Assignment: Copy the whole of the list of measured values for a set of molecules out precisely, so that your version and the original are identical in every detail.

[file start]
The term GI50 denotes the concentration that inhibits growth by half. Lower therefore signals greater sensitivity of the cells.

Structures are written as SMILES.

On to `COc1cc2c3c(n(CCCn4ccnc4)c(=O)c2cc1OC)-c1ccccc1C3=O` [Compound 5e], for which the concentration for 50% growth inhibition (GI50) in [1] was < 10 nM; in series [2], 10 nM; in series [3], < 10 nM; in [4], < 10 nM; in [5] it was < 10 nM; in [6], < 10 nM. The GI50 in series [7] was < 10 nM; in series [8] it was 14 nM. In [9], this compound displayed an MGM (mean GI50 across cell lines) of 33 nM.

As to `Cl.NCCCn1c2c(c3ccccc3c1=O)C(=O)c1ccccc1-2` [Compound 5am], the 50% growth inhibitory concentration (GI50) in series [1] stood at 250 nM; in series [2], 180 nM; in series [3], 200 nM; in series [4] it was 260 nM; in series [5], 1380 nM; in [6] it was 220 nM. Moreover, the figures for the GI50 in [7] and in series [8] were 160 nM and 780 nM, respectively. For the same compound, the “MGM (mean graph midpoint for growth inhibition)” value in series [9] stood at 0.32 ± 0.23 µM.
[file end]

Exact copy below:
The term GI50 denotes the concentration that inhibits growth by half. Lower therefore signals greater sensitivity of the cells.

Structures are written as SMILES.

On to `COc1cc2c3c(n(CCCn4ccnc4)c(=O)c2cc1OC)-c1ccccc1C3=O` [Compound 5e], for which the concentration for 50% growth inhibition (GI50) in [1] was < 10 nM; in series [2], 10 nM; in series [3], < 10 nM; in [4], < 10 nM; in [5] it was < 10 nM; in [6], < 10 nM. The GI50 in series [7] was < 10 nM; in series [8] it was 14 nM. In [9], this compound displayed an MGM (mean GI50 across cell lines) of 33 nM.

As to `Cl.NCCCn1c2c(c3ccccc3c1=O)C(=O)c1ccccc1-2` [Compound 5am], the 50% growth inhibitory concentration (GI50) in series [1] stood at 250 nM; in series [2], 180 nM; in series [3], 200 nM; in series [4] it was 260 nM; in series [5], 1380 nM; in [6] it was 220 nM. Moreover, the figures for the GI50 in [7] and in series [8] were 160 nM and 780 nM, respectively. For the same compound, the “MGM (mean graph midpoint for growth inhibition)” value in series [9] stood at 0.32 ± 0.23 µM.